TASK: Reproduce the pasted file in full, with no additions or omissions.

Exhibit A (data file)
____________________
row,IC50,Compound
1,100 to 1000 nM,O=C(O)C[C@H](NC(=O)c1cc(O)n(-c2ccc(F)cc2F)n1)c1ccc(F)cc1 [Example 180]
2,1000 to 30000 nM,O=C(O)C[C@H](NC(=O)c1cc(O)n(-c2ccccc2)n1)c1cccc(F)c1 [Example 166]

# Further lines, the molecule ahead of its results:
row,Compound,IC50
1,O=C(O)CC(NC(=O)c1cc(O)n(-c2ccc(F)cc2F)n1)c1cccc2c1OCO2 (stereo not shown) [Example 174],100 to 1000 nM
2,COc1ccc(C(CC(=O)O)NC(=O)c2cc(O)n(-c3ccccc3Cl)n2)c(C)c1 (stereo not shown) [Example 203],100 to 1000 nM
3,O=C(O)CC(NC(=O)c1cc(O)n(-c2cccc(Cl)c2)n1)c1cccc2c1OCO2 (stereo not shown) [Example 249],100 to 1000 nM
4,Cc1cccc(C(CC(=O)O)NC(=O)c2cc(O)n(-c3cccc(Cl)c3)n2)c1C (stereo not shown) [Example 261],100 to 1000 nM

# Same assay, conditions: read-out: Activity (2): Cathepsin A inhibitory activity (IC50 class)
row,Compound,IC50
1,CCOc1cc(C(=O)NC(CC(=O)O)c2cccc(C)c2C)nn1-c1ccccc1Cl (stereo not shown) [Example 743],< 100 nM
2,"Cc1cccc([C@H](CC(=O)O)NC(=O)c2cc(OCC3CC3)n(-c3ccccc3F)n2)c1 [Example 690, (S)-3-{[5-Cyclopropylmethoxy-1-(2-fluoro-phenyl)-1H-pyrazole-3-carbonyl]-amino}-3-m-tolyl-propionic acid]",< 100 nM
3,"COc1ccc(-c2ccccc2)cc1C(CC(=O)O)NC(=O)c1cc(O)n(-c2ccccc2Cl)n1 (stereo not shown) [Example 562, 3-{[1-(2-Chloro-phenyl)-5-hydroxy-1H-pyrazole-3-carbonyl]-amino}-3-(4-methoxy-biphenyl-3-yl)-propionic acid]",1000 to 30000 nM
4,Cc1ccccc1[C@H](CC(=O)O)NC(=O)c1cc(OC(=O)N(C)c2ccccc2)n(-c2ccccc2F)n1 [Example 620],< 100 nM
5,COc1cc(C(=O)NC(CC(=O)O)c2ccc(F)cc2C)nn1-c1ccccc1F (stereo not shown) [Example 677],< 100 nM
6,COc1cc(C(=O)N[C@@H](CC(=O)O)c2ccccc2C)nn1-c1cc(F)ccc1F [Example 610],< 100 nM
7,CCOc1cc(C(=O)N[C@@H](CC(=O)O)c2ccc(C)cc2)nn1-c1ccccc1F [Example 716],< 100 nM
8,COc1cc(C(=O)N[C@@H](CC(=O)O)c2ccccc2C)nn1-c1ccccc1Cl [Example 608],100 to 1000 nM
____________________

row,IC50,Compound
1,100 to 1000 nM,O=C(O)C[C@H](NC(=O)c1cc(O)n(-c2ccc(F)cc2F)n1)c1ccc(F)cc1 [Example 180]
2,1000 to 30000 nM,O=C(O)C[C@H](NC(=O)c1cc(O)n(-c2ccccc2)n1)c1cccc(F)c1 [Example 166]

# Further lines, the molecule ahead of its results:
row,Compound,IC50
1,O=C(O)CC(NC(=O)c1cc(O)n(-c2ccc(F)cc2F)n1)c1cccc2c1OCO2 (stereo not shown) [Example 174],100 to 1000 nM
2,COc1ccc(C(CC(=O)O)NC(=O)c2cc(O)n(-c3ccccc3Cl)n2)c(C)c1 (stereo not shown) [Example 203],100 to 1000 nM
3,O=C(O)CC(NC(=O)c1cc(O)n(-c2cccc(Cl)c2)n1)c1cccc2c1OCO2 (stereo not shown) [Example 249],100 to 1000 nM
4,Cc1cccc(C(CC(=O)O)NC(=O)c2cc(O)n(-c3cccc(Cl)c3)n2)c1C (stereo not shown) [Example 261],100 to 1000 nM

# Same assay, conditions: read-out: Activity (2): Cathepsin A inhibitory activity (IC50 class)
row,Compound,IC50
1,CCOc1cc(C(=O)NC(CC(=O)O)c2cccc(C)c2C)nn1-c1ccccc1Cl (stereo not shown) [Example 743],< 100 nM
2,"Cc1cccc([C@H](CC(=O)O)NC(=O)c2cc(OCC3CC3)n(-c3ccccc3F)n2)c1 [Example 690, (S)-3-{[5-Cyclopropylmethoxy-1-(2-fluoro-phenyl)-1H-pyrazole-3-carbonyl]-amino}-3-m-tolyl-propionic acid]",< 100 nM
3,"COc1ccc(-c2ccccc2)cc1C(CC(=O)O)NC(=O)c1cc(O)n(-c2ccccc2Cl)n1 (stereo not shown) [Example 562, 3-{[1-(2-Chloro-phenyl)-5-hydroxy-1H-pyrazole-3-carbonyl]-amino}-3-(4-methoxy-biphenyl-3-yl)-propionic acid]",1000 to 30000 nM
4,Cc1ccccc1[C@H](CC(=O)O)NC(=O)c1cc(OC(=O)N(C)c2ccccc2)n(-c2ccccc2F)n1 [Example 620],< 100 nM
5,COc1cc(C(=O)NC(CC(=O)O)c2ccc(F)cc2C)nn1-c1ccccc1F (stereo not shown) [Example 677],< 100 nM
6,COc1cc(C(=O)N[C@@H](CC(=O)O)c2ccccc2C)nn1-c1cc(F)ccc1F [Example 610],< 100 nM
7,CCOc1cc(C(=O)N[C@@H](CC(=O)O)c2ccc(C)cc2)nn1-c1ccccc1F [Example 716],< 100 nM
8,COc1cc(C(=O)N[C@@H](CC(=O)O)c2ccccc2C)nn1-c1ccccc1Cl [Example 608],100 to 1000 nM